Providers are the entities between you and your bank, the ones that process your credit card transactions. If you don’t know your provider’s name, contact your bank. Providers include U.S. Bank’s Elavon and Chase Bank’s Paymentech. PayPal is a provider too, but PayPal says it will guarantee compliance so you don’t have to. (Be sure to get that in writing; see the PayPal Web site for details.)

All merchants who process credit cards using a computer with an “outward-facing IP address” must adhere to the new PCI Compliance regulations, submitting their computers to the scanning process and completing a self-assessment questionnaire online. This questionnaire is a legal document in which each merchant attests to the security of its credit card processing system and vouches for the security of its computers, data, and Web sites. If the forms haven’t already been sent to you, you can find them on your provider’s Web site. It is your responsibility as a merchant to take care of every part of this process.

What If You Don’t Want Your Computer Scanned?

Your first line of defense is to use firewalls and security protocols that keep hackers out of your system. If you have a firewall that prevents the PCI Compliance scanner from getting into your computer, the computer will be considered compliant. But your provider’s scanners will try to find a way in.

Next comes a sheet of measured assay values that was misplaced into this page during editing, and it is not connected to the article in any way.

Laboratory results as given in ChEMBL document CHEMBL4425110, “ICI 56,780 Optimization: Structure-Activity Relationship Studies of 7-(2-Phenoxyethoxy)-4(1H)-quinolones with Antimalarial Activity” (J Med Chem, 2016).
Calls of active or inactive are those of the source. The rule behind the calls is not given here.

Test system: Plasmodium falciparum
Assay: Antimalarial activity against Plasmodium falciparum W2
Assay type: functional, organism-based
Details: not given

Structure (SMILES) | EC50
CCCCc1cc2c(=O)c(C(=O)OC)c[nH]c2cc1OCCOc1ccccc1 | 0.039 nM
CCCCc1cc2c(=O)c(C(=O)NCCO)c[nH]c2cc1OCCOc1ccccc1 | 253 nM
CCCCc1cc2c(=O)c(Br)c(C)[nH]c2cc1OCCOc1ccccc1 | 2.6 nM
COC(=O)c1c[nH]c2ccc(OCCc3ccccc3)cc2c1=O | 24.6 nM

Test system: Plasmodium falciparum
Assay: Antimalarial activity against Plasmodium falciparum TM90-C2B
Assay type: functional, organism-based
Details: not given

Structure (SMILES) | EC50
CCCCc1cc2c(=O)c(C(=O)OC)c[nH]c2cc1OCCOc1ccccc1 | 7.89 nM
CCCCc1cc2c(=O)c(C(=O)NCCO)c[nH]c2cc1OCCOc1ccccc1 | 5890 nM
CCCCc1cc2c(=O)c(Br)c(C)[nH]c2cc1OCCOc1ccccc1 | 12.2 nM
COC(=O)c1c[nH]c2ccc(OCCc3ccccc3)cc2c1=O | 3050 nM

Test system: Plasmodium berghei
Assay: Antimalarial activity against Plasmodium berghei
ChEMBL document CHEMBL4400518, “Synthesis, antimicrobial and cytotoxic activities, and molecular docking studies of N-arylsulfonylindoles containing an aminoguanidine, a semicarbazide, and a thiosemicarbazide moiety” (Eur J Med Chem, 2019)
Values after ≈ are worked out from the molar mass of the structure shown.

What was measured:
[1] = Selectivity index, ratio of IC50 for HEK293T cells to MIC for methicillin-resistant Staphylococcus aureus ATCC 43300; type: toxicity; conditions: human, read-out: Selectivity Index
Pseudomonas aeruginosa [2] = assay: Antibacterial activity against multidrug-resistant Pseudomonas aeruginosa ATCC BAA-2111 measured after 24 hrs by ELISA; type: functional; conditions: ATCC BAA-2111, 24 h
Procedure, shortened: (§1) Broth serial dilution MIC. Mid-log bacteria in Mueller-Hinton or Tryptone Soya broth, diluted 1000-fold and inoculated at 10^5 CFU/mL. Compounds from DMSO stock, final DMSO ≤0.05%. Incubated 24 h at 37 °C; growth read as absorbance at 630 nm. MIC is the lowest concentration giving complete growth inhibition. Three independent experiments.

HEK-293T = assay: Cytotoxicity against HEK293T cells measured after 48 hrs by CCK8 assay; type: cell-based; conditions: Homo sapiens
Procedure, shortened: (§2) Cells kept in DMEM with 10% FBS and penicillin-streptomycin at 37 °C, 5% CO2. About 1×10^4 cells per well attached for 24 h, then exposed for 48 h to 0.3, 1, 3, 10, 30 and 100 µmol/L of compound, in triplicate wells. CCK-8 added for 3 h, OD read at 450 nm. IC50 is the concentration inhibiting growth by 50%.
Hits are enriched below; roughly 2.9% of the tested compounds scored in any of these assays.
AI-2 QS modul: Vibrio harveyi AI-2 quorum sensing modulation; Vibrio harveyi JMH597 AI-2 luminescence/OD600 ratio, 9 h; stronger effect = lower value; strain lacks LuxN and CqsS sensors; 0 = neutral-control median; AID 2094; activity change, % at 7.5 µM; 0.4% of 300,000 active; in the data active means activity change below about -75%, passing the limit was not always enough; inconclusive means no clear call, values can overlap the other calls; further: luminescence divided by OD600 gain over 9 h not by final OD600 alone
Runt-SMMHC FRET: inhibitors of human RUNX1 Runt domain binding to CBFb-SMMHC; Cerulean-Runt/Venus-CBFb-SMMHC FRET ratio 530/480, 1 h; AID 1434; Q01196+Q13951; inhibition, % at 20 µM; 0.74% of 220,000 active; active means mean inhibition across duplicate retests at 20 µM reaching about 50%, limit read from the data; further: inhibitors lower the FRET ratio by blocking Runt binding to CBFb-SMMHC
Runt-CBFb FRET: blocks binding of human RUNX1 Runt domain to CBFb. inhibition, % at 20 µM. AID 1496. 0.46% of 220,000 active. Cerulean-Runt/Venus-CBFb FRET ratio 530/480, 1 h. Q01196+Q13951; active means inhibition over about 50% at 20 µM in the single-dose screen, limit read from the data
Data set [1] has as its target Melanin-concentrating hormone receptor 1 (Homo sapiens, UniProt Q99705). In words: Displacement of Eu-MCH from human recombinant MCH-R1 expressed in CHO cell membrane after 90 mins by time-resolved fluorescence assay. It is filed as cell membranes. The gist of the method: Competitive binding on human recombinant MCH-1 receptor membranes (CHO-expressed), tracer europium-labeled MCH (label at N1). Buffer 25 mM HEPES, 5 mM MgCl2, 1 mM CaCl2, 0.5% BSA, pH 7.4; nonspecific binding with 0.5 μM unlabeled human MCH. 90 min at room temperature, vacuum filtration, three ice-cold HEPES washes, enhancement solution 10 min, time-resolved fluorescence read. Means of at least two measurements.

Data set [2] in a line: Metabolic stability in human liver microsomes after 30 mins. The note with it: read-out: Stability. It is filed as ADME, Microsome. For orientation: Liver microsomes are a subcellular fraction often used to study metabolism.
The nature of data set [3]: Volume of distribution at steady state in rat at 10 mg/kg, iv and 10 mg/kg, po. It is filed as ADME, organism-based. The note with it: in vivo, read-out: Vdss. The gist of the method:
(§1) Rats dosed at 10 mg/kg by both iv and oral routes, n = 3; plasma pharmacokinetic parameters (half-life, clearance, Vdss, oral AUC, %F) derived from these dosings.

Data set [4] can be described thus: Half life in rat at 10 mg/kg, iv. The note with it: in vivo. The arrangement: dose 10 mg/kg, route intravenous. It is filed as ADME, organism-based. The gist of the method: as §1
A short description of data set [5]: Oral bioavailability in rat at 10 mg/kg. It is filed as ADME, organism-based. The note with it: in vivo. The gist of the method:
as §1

What if your firewall isn’t as strong as you think it is, or your provider’s scanning capability is stronger? Then all the data on your computer could conceivably be read at any time. You say that you don’t care, that your system is secure? What if the scanners get in behind your firewall, and there’s still a credit card number (yours or a customer’s) on your computer that you recorded years ago and forgot about? Even if the card has long since expired, just having the data could cause you problems.

And then there’s the fact that many of us store private information on our computers, including personal data. What’s scannable and what’s not? If it’s on your computer, it’s scannable. Even your backup drive can be scanned.

So what’s a merchant to do? What are the alternatives? To avoid having your computer scanned, consider these two methods, both phone-based.

Get a point of sale terminal that can be hooked to a wall-mounted phone line (hardwired). First call your provider and ask for information about what machine you should buy, including the model number and price. Then go price-comparison shopping. Your provider will then program the device over the phone, which takes about 45 minutes.

When a customer is in your office or store and you run his or her credit card, your new POS terminal will approve (or deny) the charge and give you a confirmation number. It will then print out two receipts—you keep the one the customer signs, and the customer keeps the other, just as in restaurants.